The Centre has released new rules for the management of bio medical waste that prescribe better incinerators to reduce emission.
The set of rules called the Environment Ministry’s Bio-medical Waste Management Rules, 2016, also includes vaccination, blood donation and surgical camps.
According to the new rules the waste has to be classified into four categories contrary to the previous 10 , to improve the division of waste at the source .Also the process has been simplified .
“The new bio-medical waste management rules will change the way the country used to manage this waste earlier. Under the new regime, the coverage will increase. It also provides for pre-treatment of lab waste, blood samples, etc.
“It mandates bar code system for proper control and has simplified categorisation and authorisation. Thus it will make a big difference to the Clean India Mission,” Environment Minister Prakash Javadekar said while releasing the new rules.
Bio medical waste includes human and animal anatomical waste, treatment apparatus like needles, syringes and other materials used at healthcare facilities.
Total bio-medical waste generation in the country is 484 tonnes per day (TPD) from 1,68,869 healthcare facilities (HCF). Of this, 447 TPD is treated, ministry officials said.
According to the new rules use of chlorinated plastic bags , glove and blood bags will end in 2 years and training will be provided to healthcare workers . Also according to the new rules bedded hospitals will get automatic authorisation while there would be a one-time authorisation for non-bedded hospitals.
Under the new rules State government will be providing land for the waste disposal.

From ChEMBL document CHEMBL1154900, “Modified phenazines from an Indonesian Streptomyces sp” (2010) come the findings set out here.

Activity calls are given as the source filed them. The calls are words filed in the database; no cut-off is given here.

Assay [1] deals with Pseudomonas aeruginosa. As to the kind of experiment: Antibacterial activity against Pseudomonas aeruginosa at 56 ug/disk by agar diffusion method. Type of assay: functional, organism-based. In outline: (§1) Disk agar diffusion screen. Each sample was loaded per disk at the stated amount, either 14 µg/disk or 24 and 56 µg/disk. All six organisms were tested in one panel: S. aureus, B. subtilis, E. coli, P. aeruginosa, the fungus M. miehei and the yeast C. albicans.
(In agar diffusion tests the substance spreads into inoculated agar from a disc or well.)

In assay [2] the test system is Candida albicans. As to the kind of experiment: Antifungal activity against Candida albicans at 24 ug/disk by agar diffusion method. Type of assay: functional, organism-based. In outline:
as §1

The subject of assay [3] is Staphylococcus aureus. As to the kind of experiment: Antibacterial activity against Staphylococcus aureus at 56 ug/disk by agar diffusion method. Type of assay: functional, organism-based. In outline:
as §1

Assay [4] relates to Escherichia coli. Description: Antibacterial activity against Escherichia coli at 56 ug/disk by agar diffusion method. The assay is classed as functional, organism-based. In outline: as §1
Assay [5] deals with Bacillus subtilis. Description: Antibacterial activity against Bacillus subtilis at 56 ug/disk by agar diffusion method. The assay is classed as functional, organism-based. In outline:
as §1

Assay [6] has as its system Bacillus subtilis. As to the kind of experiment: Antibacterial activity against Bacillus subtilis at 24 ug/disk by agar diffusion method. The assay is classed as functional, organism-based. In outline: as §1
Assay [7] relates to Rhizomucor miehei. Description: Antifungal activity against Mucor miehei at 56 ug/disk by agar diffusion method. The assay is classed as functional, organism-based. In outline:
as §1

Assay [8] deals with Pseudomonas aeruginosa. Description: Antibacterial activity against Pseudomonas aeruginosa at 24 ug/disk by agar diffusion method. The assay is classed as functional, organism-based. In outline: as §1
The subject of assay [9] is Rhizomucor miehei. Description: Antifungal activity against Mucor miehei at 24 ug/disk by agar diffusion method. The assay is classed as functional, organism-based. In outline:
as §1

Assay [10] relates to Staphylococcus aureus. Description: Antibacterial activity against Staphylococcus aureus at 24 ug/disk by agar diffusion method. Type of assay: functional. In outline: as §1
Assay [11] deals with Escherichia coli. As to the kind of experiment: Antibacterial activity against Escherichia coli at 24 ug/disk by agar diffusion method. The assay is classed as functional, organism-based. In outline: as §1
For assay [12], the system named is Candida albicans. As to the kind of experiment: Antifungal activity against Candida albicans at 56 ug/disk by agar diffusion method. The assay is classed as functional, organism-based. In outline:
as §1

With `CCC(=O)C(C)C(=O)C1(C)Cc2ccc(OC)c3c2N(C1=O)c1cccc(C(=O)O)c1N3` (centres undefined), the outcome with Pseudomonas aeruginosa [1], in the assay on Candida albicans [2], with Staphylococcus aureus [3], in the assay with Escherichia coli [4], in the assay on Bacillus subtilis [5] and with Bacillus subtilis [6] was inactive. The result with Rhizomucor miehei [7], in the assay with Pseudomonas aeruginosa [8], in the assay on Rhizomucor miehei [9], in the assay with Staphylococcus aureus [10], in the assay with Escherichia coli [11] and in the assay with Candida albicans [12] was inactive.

KARNATAKA, September 16, 2016: As Karnataka continues its legal battle over the Cauvery, the state’s capital- almost entirely dependent on the river- wastes half the water it receives, according to an IndiaSpend analysis of water-use data.
The only Indian city that wastes water at a greater rate is Kolkata. And the situation in Bengaluru will only worsen.
Every Bangalorean- 8.5 million people live in India’s third-most populous city- should get 150 litres of water per day. But what she gets is 65 litres, the equivalent of four flushes of a toilet. Water is supplied, on average, thrice a week.
Over the next nine years, the city’s water demand is predicted to be three times more than supply.
Its population density 13 times higher than Karnataka’s average, Bengaluru consumes 50 percent of Cauvery water reserved for domestic use in Karnataka. As much as 49 per cent of this water supplied is what is called “non-revenue water” or “unaccounted for water” — i.e., water lost in distribution — according to the Bengaluru Water Supply and Sewerage Board (BWSSB) data.
“Inequitable supply to different parts of the city — ranging from one-third to three times the average per capita daily supply — makes this worse,” Krishna Raj, associate professor at the Institute for Social and Economic Change (ISEC), Bengaluru, and author of a 2013 paper on the city’s water supply system, told IndiaSpend.